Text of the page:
Too bad the "framework" of a nuclear weapons deal with Iran didn't come four days earlier on April Fools' Day. It would have been more appropriate.
The United States is being asked to foolishly believe promises by a regime that is religiously motivated to eliminate Israel and ultimately the United States, is the premier sponsor of terrorism in the world, has a record of breaking promises, including past promises about nuclear weapons, and still holds American prisoners, including a Christian minister, a Washington Post reporter, a former Marine and Robert Levinson, a retired DEA agent taken hostage in 2007.
Did Secretary of State John Kerry demand they be released as part of the framework? We don't know because the deal that isn't yet a deal has not been formalized and if an agreement is actually reached by the next deadline in June, we still might only know what they tell us, unless Congress holds hearings and asks the right questions. Shades of Rep. Nancy Pelosiís line about the need to pass Obamacare to find out what's in it.
The other half of the credibility gap is President Obama. We are asked to believe a man who said, "If you like your doctor, you can keep your doctor" and that his would be the most "open and transparent" administration in history, among many other obfuscations.
In a dispute between an American president and a foreign leader, especially an Iranian leader, one might expect most Americans to side with the president. Not in this case. Iran's chief negotiator at the talks in Switzerland, Foreign Minister Javad Zarif, accused the Obama administration of misleading the American people and Congress. Zarif claimed that in spite of statements from Secretary Kerry and a "fact sheet" released by the American delegation, the U.S. is making claims that conditions were reached for the accord that Iran did not agree to.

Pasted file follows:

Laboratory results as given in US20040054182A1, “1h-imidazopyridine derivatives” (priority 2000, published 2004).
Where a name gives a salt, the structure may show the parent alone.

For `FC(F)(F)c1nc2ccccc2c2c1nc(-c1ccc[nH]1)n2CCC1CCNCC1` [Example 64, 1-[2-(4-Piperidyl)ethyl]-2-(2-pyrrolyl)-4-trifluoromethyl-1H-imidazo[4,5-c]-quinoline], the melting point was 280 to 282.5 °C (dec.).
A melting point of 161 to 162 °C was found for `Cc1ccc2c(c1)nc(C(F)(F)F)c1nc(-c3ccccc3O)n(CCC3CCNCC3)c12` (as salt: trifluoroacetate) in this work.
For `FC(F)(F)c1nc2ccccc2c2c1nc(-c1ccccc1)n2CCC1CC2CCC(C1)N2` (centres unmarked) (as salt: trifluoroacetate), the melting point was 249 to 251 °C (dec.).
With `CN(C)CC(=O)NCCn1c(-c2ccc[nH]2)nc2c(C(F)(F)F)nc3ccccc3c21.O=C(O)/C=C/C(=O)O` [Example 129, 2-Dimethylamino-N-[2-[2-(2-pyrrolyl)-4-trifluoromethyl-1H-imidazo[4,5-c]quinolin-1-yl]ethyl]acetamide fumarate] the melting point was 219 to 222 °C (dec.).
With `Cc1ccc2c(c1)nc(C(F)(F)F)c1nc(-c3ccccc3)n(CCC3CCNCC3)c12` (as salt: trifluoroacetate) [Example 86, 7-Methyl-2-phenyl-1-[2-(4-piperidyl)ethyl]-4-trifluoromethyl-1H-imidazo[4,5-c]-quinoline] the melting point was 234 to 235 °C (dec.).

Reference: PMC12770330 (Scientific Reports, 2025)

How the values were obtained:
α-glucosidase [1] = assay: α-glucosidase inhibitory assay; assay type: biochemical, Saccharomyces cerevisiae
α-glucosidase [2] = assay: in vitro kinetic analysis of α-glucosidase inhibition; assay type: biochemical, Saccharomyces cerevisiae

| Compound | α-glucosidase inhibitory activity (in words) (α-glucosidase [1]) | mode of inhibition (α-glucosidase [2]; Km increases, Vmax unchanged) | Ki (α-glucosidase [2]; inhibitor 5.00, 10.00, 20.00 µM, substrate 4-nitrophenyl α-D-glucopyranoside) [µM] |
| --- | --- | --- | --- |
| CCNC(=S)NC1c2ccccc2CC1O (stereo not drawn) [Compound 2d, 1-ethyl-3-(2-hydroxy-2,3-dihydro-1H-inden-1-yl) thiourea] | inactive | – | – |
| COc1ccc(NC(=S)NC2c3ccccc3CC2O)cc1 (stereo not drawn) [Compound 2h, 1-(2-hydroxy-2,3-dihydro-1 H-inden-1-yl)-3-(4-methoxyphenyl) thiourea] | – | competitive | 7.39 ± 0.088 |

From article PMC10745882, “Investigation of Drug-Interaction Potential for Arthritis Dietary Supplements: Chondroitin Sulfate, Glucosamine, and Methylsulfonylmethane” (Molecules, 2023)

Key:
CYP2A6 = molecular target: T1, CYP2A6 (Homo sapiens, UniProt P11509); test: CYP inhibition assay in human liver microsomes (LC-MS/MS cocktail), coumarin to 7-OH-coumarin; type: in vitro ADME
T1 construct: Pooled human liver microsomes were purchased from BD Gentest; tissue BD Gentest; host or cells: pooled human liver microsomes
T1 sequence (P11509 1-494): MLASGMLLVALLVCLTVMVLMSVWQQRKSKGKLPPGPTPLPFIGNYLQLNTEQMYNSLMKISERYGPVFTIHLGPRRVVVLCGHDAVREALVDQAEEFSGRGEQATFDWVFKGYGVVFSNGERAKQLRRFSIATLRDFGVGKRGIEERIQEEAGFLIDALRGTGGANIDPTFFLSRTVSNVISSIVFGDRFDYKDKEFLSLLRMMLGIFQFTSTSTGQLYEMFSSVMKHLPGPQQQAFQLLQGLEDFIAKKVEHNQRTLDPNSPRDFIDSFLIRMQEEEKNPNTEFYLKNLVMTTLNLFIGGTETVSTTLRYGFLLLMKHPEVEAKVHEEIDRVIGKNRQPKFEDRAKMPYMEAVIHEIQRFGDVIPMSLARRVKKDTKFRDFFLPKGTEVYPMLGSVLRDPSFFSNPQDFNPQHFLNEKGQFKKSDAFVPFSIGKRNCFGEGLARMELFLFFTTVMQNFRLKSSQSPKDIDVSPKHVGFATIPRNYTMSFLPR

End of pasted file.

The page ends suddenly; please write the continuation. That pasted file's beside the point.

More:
If the two sides can't agree on the contents of the framework, how are they supposed to reach a final agreement by June? In this case, the devil is not in the details; the devil is Iran.
Iran has always maintained it is seeking nuclear power for peaceful purposes. If that were true, there would be no need for negotiations. How do you negotiate with someone who has lied from the start and is told in the Koran that lying to "infidels" is permissible in pursuit of Islamic goals?
Did Secretary Kerry ask Zarif if he had heard from Allah lately and whether Allah has changed his mind about the destruction of Israel, the eradication of the Jewish people and the elimination of the United States? I'm guessing probably not, but he should have since current and previous Iranian leaders have said openly this is the mandate they have received from their god.
Among the many concerns in the announced framework is language that says, "The International Atomic Energy Agency (IAEA) will have regular access to all of Iran's nuclear facilities, including Iran's enrichment facility at Natanz and its former enrichment facility at Fordow, and including the use of the most up-to-date, modern monitoring technologies." What is meant by "regular access"? Will it have to be scheduled, or will there be surprise visits? Iran, like North Korea, has hidden nuclear material from inspectors in the past and if they wanted to they might do so again.
A Wall Street Journal editorial noted: "Consider the Additional Protocol, a 1997 addendum to the Nuclear Non-Proliferation Treaty that was meant to expand the IAEA's ability to detect and monitor clandestine nuclear activities. Iran signed the Additional Protocol in December 2003. ... The signature meant nothing: By September 2005 the IAEA reported that Iran wasn't meeting its commitments, and Iran abandoned its pretense of compliance by February 2006."
Stockbrokers are required to say that past performance is no guarantee of future results. With Iran, past performance IS such a guarantee.
Delaying an inevitable military confrontation, rather than early intervention, allows the enemy to grow stronger with more loss of life and property when war comes. That is history's lesson.
Comment by clicking here.
Cal Thomas, America's most-syndicated columnist, is the author of 10 books.